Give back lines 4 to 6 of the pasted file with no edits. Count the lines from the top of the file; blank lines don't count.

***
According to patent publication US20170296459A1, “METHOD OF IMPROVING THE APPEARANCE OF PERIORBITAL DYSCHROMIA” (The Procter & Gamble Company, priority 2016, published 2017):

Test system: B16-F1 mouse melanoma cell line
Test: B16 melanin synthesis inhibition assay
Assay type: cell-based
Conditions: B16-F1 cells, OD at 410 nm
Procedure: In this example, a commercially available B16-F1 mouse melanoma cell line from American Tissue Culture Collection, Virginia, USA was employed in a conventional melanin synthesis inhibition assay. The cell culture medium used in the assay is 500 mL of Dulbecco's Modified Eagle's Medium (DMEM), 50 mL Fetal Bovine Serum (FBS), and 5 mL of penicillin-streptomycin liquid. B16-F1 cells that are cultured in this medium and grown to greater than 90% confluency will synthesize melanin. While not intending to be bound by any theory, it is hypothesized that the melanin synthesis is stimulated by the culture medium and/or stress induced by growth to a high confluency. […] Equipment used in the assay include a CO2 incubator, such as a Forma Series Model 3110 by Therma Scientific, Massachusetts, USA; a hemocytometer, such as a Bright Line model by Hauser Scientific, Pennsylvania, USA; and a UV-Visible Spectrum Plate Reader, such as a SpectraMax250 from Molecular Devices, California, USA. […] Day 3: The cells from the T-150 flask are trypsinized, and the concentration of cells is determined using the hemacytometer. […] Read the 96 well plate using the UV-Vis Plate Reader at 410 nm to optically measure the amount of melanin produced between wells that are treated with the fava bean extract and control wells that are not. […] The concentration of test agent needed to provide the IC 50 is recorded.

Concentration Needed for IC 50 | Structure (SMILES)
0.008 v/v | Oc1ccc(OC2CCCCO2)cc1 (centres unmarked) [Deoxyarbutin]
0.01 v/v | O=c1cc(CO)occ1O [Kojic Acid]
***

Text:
Assay type: cell-based
Conditions: B16-F1 cells, OD at 410 nm
Procedure: In this example, a commercially available B16-F1 mouse melanoma cell line from American Tissue Culture Collection, Virginia, USA was employed in a conventional melanin synthesis inhibition assay. The cell culture medium used in the assay is 500 mL of Dulbecco's Modified Eagle's Medium (DMEM), 50 mL Fetal Bovine Serum (FBS), and 5 mL of penicillin-streptomycin liquid. B16-F1 cells that are cultured in this medium and grown to greater than 90% confluency will synthesize melanin. While not intending to be bound by any theory, it is hypothesized that the melanin synthesis is stimulated by the culture medium and/or stress induced by growth to a high confluency. […] Equipment used in the assay include a CO2 incubator, such as a Forma Series Model 3110 by Therma Scientific, Massachusetts, USA; a hemocytometer, such as a Bright Line model by Hauser Scientific, Pennsylvania, USA; and a UV-Visible Spectrum Plate Reader, such as a SpectraMax250 from Molecular Devices, California, USA. […] Day 3: The cells from the T-150 flask are trypsinized, and the concentration of cells is determined using the hemacytometer. […] Read the 96 well plate using the UV-Vis Plate Reader at 410 nm to optically measure the amount of melanin produced between wells that are treated with the fava bean extract and control wells that are not. […] The concentration of test agent needed to provide the IC 50 is recorded.